Wednesday, January 19, 2011
Ray, also a playwright, started writing for D. C. Thomson in the late 1970s, selling two strories to Victor, of which only one appeared ('Stokehold Joe' in 1980). In 1978, having spotted an advert in The Guardian, he contacted the editors of the upcoming science fiction pocket library, Starblazer, and began contributing scripts. His first submission, 'The Basilisk Face of Fear' - based loosely on the story of Perseus and the Gorgon's head, was accepted and published as Starblazer #2, 'The Domes of Death'. A second story, a reworking of the legend of Theseus and the Minotaur, followed, published as 'Sinister City' (Starblazer #19).
Ray eventually became one of Starblazer's most regular writers, penning 28 issues published between 1979 and 1986. Discussing his work for the series recently, he admitted that the pattern set for those years was to have one in three of his outlines accepted, either immediately or after some amendment. One ploy used by the editors was to send a cover, bought through an agency, and have Ray write a story around it - 'Terror Tomb' (Starblazer #62) being one example.
His best-known work for the series featured Hadron Halley, the idea springing from a reversal of 'sci-fi' (science fiction) - that fi-sci could stand for Fighting Scientist. The concept of 'Moonsplitter' (Starblazer #50) was to contrast the rational scientific approach of Halley to the gung-ho militarism of General Larz Pluto, although in writing the latter as a buffoon he "transgressed Thomsons moral code of wanting figures of authority to be seen as worthy of respect." He considers the final book "a mess".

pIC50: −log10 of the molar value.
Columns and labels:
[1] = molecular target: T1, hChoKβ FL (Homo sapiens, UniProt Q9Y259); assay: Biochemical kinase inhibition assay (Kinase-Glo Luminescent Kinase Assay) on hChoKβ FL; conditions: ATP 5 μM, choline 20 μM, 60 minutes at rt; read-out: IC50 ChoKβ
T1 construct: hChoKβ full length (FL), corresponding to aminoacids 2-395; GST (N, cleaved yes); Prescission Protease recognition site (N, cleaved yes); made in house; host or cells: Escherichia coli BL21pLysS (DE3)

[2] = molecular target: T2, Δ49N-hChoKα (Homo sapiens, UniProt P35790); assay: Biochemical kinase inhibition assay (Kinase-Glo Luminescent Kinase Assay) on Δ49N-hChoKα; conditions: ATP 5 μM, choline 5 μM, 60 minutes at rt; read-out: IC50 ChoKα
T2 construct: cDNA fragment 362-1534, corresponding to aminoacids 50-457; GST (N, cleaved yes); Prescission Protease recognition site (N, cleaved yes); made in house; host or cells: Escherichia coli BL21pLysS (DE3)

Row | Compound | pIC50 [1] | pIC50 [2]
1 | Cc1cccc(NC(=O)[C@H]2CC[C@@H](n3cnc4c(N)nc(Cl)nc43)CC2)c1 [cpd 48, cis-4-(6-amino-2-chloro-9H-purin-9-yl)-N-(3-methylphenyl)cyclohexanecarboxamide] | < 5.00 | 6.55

"Due to the childhood influence of Eagle, I tried to have characters driving the plot and the nuances of character revealed in the dialogue. Jack and Bill [Starblazer editors] wanted action and gadgets. They also imposed a word limitation on speech bubbles and had total control over the ultimately published dialogue. As a result, many Starblazers based on my scripts have the characters making bland statements of the bleeding obvious instead of the witty one-liners I originally gave them. I used to complain regularly. I think Jack understood that it was nothing personal and told me I shouldn't care so passionately about my creations. His advice was to completely forget about a script once I'd had the cheque and make a start on the next idea." (Ray's article on his days with Starblazer can be found here.)
As well as his Starblazer writing, Aspden also began contributing strips to two Welsh language publications Sboncyn and Deryn in the early 1980s, writing and drawing two humour strips, 'Jac-Do' and 'Alys Ofalus'. Sboncyn was relaunched as Penbwl in 1989, for which Aspden wrote and drew 'Huwi Hurt', a Dennis the Menace-type character which Aspden turned into a Hungry Horace clone. The monthly comic folded in 1995.
Since 2004, Aspden has written and drawn two regular strips for Spaceship Away!. Both 'Mekki' and 'Our Bertie' owe a stylistic debt to the Knockout in the 1950s, rather than Eagle.
Ray's interest in history has also led to him producing illustrations for the series 'Cutha's Chronicles', written by Karl Wittwer and Paul Finlow-Bates, for the quarterly magazine Wiðowinde (Bindweed), for members of The English Companions (a study group for people interested in the Anglo-Saxon period of British history), since 2005; he has also drawn strips for the historical magazine Facts & Fiction and recently supplied illustrations for the book Derbyshire Folk Tales (2010).
An example of Aspden's early work can be found for sale here.